Nuanced and poignant, heartrending and funny, Michelle Theall's thoughtful memoir is a universal story about our quest for unconditional love from our parents, our children, and most importantly, from ourselves.Nuanced and poignant, heartrending and funny, Michelle Theall's thoughtful memoir is a universal story about our quest for unconditional love from our parents, our children, and most important, from ourselves. Even when society, friends, the legal system, and the Pope himself swing toward acceptance of the once unacceptable, Michelle Theall still waits for the one blessing that has always mattered to her the most: her mother's. Michelle grew up in the conservative Texas Bible Belt, bullied by her classmates and abandoned by her evangelical best friend before she'd ever even held a girl's hand. She was often at odds with her volatile, overly dramatic, and depressed mother, who had strict ideas about how girls should act. Yet they both clung tightly to their devout Catholic faith--the unifying grace that all but shattered their relationship when Michelle finally admitted she was gay. Years later at age forty-two, Michelle has made delicate peace with her mother and is living her life openly with her partner of ten years and their adopted son in the liberal haven of Boulder, Colorado. But when her four-year-old's Catholic school decides to expel all children of gay parents, Michelle tiptoes into a controversy that exposes her to long-buried shame, which leads to a public battle with the Church and a private one with her parents. In the end she realizes that in order to be a good mother, she may have to be a bad daughter. Michelle writes with wry wit and bald honesty about her life, seamlessly weaving her past and her present into a touching commentary on all the love, pain, and redemption that families inspire. Teaching the Cat to Sit makes us each reflect on our sense of humanity, our connection to religion, and our struggles to accept ourselves--and each other--as we are.
Author Helen Boyd is a happily married woman whose husband enjoys sharing her wardrobe - and she has written the first book on transgendered men to focus on their relationships. Traditionally known as cross-dressers, transvestites, or drag queens, men like Helen's husband are a diverse lot who don't always conform to stereotype. Helen addresses every imaginable question concerning the probable and improbable reasons for behavior that still baffle not only "mental health professionals" but the practitioners themselves; the taxonomy of the transgendered and the distinct but overlapping societies of each group; coming out; bisexuality, and homophobia.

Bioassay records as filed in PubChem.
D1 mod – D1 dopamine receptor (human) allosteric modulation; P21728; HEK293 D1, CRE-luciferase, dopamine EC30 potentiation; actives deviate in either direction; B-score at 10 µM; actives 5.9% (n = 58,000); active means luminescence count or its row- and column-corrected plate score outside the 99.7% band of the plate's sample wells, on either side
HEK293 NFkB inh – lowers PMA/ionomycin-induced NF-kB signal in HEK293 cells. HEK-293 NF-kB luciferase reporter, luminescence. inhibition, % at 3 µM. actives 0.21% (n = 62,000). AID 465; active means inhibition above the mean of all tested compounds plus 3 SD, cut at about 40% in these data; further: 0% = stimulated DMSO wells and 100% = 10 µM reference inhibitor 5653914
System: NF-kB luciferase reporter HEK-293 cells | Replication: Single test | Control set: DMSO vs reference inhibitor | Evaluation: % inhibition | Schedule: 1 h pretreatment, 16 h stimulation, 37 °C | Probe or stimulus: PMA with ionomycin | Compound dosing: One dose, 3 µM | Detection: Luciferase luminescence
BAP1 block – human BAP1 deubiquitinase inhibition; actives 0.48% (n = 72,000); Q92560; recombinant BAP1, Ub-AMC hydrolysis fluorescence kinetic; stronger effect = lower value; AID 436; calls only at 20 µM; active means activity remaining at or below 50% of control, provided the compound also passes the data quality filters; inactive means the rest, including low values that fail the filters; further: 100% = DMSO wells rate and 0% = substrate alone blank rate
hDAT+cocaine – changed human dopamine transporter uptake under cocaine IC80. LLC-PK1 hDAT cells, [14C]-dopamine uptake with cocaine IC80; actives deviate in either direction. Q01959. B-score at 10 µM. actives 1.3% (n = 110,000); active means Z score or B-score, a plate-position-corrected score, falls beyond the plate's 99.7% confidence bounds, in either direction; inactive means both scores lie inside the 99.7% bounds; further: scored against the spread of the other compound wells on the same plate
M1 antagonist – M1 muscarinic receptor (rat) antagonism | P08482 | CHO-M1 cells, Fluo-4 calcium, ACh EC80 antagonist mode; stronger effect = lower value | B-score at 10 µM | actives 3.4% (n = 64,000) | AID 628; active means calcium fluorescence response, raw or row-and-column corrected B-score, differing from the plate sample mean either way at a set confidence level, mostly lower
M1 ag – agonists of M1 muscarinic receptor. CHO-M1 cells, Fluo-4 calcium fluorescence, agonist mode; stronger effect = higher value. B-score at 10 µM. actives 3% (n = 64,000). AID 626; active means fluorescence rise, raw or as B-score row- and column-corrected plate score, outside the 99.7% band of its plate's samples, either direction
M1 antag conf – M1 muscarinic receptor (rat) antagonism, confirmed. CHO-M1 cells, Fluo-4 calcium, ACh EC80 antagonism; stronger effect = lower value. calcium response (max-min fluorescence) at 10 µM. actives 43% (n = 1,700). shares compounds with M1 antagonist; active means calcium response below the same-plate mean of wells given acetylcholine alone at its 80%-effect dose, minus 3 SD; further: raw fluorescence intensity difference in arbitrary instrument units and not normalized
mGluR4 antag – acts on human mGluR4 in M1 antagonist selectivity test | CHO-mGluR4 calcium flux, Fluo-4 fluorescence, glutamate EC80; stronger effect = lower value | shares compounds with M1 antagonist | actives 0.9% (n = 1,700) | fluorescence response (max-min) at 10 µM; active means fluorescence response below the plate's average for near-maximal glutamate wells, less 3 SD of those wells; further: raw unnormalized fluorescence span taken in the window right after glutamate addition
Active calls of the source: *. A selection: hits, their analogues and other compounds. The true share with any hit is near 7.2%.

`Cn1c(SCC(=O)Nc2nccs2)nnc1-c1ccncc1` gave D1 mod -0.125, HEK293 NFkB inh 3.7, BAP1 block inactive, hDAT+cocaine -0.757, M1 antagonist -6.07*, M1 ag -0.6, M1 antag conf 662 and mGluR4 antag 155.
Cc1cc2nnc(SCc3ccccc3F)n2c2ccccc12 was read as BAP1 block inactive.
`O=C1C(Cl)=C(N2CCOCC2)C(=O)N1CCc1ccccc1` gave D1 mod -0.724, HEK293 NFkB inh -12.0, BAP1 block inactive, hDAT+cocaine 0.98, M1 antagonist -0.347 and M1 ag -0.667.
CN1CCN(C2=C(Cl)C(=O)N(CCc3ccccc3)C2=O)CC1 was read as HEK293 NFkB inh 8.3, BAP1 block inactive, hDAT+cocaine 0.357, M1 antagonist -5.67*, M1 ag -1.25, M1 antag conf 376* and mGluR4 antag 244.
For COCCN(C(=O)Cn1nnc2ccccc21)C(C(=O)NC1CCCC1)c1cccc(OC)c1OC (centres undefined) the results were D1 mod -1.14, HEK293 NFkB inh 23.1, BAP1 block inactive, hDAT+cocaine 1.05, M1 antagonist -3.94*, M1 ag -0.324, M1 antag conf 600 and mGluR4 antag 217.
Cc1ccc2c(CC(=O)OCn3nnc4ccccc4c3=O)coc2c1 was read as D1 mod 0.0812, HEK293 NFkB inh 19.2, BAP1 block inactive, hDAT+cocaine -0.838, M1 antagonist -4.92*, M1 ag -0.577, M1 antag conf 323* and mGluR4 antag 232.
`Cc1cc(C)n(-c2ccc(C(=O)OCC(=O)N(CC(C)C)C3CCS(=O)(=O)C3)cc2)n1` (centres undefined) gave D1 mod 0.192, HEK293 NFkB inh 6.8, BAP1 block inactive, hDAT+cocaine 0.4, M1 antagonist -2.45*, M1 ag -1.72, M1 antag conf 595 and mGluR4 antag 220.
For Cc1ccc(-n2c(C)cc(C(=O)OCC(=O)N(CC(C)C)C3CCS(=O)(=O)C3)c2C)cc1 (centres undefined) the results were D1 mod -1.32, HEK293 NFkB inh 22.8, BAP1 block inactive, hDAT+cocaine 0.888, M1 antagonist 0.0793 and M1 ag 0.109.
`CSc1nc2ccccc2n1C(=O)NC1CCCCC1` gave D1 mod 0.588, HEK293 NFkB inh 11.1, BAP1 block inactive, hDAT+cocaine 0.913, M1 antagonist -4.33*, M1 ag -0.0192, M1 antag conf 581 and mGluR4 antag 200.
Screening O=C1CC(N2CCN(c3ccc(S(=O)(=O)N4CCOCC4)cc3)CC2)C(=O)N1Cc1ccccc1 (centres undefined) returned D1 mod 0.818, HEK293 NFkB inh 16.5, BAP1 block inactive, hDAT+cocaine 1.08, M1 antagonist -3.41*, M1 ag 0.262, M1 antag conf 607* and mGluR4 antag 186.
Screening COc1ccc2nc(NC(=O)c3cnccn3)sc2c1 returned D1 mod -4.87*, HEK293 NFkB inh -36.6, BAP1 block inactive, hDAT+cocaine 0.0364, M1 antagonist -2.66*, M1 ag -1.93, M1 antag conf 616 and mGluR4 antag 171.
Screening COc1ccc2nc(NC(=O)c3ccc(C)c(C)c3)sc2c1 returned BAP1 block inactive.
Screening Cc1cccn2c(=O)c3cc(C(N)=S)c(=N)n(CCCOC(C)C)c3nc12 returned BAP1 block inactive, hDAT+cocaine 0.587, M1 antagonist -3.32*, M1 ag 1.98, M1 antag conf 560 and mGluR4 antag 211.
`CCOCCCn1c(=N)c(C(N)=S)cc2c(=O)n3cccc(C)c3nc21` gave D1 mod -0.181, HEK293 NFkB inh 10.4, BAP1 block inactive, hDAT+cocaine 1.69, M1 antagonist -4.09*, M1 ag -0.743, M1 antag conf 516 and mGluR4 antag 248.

In stunning essays written especially for this collection, twenty-nine noted gay writers recount their true coming out stories, intensely personal histories of that primal process by which men come to terms with their desire for other men. Here are accounts of revealing one's sexual identity to parents, siblings, friends, co-workers and, in one notable instance, to a stockbroker. Men tell of their first sexual encounters from their preteens to their thirties, with childhood friends who rejected or tenderly embraced them, with professors, with neighbors, with a Broadway star. These are poignant, sometimes unexpectedly funny tales of romance and heartbreak, repression and liberation, rape and first love defining moments that shaped their authors' lives. Arranged chronologically from Manhattan in the Forties to San Francisco in the Nineties, these essays ultimately form a documentary of changing social and sexual mores in the United States--a literary, biographical, sociological and historical tour de force.
Renowned litigator Roberta Kaplan knew from the beginning that it was the perfect case to bring down the so-called Defense of Marriage Act (DOMA). Edie Windsor and Thea Spyer had been together as a couple, in sickness and in health, for more than forty years--enduring society's homophobia as well as Spyer's near total paralysis from multiple sclerosis. Although the couple was finally able to marry, when Spyer died the federal government refused to recognize their marriage, forcing Windsor to pay a huge estate tax bill.
In this gripping, definitive account of one of our nation's most significant civil rights victories--named a Ms. Magazine Top 10 Feminist Book of 2015 and a National Law Journal Top 10 Supreme Court Aficionado Book of 2015--Kaplan describes meeting Windsor and their journey together to defeat DOMA. She shares the behind-the-scenes highs and lows, the excitement and the worries, and provides intriguing insights into her historic argument before the Supreme Court. A critical and previously untold part of the narrative is Kaplan's own personal story, including her struggle for self-acceptance in order to create a loving family of her own.
Then Comes Marriage tells this quintessentially American story with honesty, humor, and heart. It is the momentous yet intimate account of a thrilling victory for equality under the law for all Americans, gay or straight.
In 1992, the voters of Colorado passed a ballot initiative amending the state constitution to prevent the state or any local government from adopting any law or policy that protected a person with a homosexual, lesbian, or bisexual orientation from discrimination. This amendment was immediately challenged in the courts as a denial of equal protection of the laws under the United States Constitution. This litigation ultimately led to a landmark decision by the United States Supreme Court invalidating the Colorado ballot initiative. Suzanne Goldberg, an attorney involved in the case from the beginning on behalf of the Lambda Legal Defense and Education Fund, and Lisa Keen, a journalist who covered the initiative campaign and litigation, tell the story of this case, providing an inside view of this complex and important litigation.